« JOHN SHANNON PROFILE | Main | ROMAIN GARY HONORED »

June 23, 2007

Comments

David

See, it's posts of this quality that make me want to read your novel in one sitting this weekend.
Nicely done!

Steven Augustine


Re: Colapinto's McCartney profile:

"Besides being the surviving member of The Beatles, McCartney..."

Did something happen over the weekend that I'm not as yet aware of?

Pete

Mark, what a great anecdote and photo. And I think that hairstyle is even back in fashion again.

TEV

Thanks, all ... Steven, maybe Ringo wants his own "Ringo is dead" rumor ...

stephan

Great stuff, Mark.

Jimmy Beck

First of all, I dig your shoes from 1984.

Second, I'm wondering how you feel about the Kehew/Ryan book versus Mark Lewisohn's The Complete Beatles Recording Sessions? Do they complement each other? I own the latter--based on your post, it's pretty clear I must buy the former...

"Some kind of innocence is measured out in years..."

TEV

Shoes - you know, I noticed those and wondered why I wasn't wearing my Beatle boots that day. (Yes, we did have them.)

The authors very heavily credit Lewisohn - it's clear they are indebted to him and they build on his foundation. (They appear not to have had the same access to the masters that he did.) They go beautifully hand-in-hand ... go buy that sucker.

Ted

What a delightful and well written post. Just the kind of thing I regularly visit your place for.

Steven Augustine

"...maybe Ringo wants his own "Ringo is dead" rumor."

Well, the cover of "Goodnight, Vienna" *does* feature Ringo standing in for the dead-and-resurrected Klaatu character of the film "The Day The Earth Stood Still"...it might be a good idea to play "Back Off Boogaloo" backwards for clues...

Keith

Rock on, TEV!

Keith

Jason

Thank you so much for that piece. I've been obsessed with the Beatles all my life but only recently have I been able to appreciate Paul and his Wordsworthian charms (as well as his phenomenal bass playing). A great unexpected post from my favorite literary blog!

Jim

The Beatles? Who dey?

genevieve

The photos are very cute. And the book is just plain crazy. They will all shine on.

The comments to this entry are closed.

TEV DEFINED


  • The Elegant Variation is "Fowler’s (1926, 1965) term for the inept writer’s overstrained efforts at freshness or vividness of expression. Prose guilty of elegant variation calls attention to itself and doesn’t permit its ideas to seem naturally clear. It typically seeks fancy new words for familiar things, and it scrambles for synonyms in order to avoid at all costs repeating a word, even though repetition might be the natural, normal thing to do: The audience had a certain bovine placidity, instead of The audience was as placid as cows. Elegant variation is often the rock, and a stereotype, a cliché, or a tired metaphor the hard place between which inexperienced or foolish writers come to grief. The familiar middle ground in treating these homely topics is almost always the safest. In untrained or unrestrained hands, a thesaurus can be dangerous."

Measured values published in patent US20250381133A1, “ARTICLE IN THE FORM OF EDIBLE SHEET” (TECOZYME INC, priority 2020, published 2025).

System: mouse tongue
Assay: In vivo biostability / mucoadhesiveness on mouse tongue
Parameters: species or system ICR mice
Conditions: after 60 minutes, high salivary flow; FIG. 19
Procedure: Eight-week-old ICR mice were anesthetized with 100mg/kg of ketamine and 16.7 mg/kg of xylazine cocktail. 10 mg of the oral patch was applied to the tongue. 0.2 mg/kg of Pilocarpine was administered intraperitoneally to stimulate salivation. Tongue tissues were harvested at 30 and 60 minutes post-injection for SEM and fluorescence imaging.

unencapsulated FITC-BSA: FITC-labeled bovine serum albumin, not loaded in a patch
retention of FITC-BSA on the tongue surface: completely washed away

SECOND LOOK

  • The Bookshop by Penelope Fitzgerald

    Bs

    Penelope Fitzgerald's second novel is the tale of Florence Green, a widow who seeks, in the late 1950s, to bring a bookstore to an isolated British town, encountering all manner of obstacles, including incompetent builders, vindictive gentry, small minded bankers, an irritable poltergeist, but, above all, a town that might not, in fact, want a bookshop. Fitzgerald's prose is spare but evocative – there's no wasted effort and her work reminds one of Hemingway's dictum that every word should fight for its right to be on the page. Florence is an engaging creation, stubbornly committed to her plan even as uncertainty regarding the wisdom of the enterprise gnaws at her. But The Bookshop concerns itself, finally, with the astonishing vindictiveness of which provincials are capable, and, as so much English fiction must, it grapples with the inevitabilities of class. It's a dense marvel at 123 pages, a book you won't want to – or be able to – rush through.
  • The Rider by Tim Krabbe

    Rider_4

    Tim Krabbé's superb 1978 memoir-cum-novel is the single best book we've read about cycling, a book that will come closer to bringing you inside a grueling road race than anything else out there. A kilometer-by-kilometer look at just what is required to endure some of the most grueling terrain in the world, Krabbé explains the tactics, the choices and – above all – the grinding, endless, excruciating pain that every cyclist faces and makes it heart-pounding rather than expository or tedious. No writer has better captured both the agony and the determination to ride through the agony. He's an elegant stylist (ably served by Sam Garrett's fine translation) and The Rider manages to be that rarest hybrid – an authentic, accurate book about cycling that's a pleasure to read. "Non-racers," he writes. "The emptiness of those lives shocks me."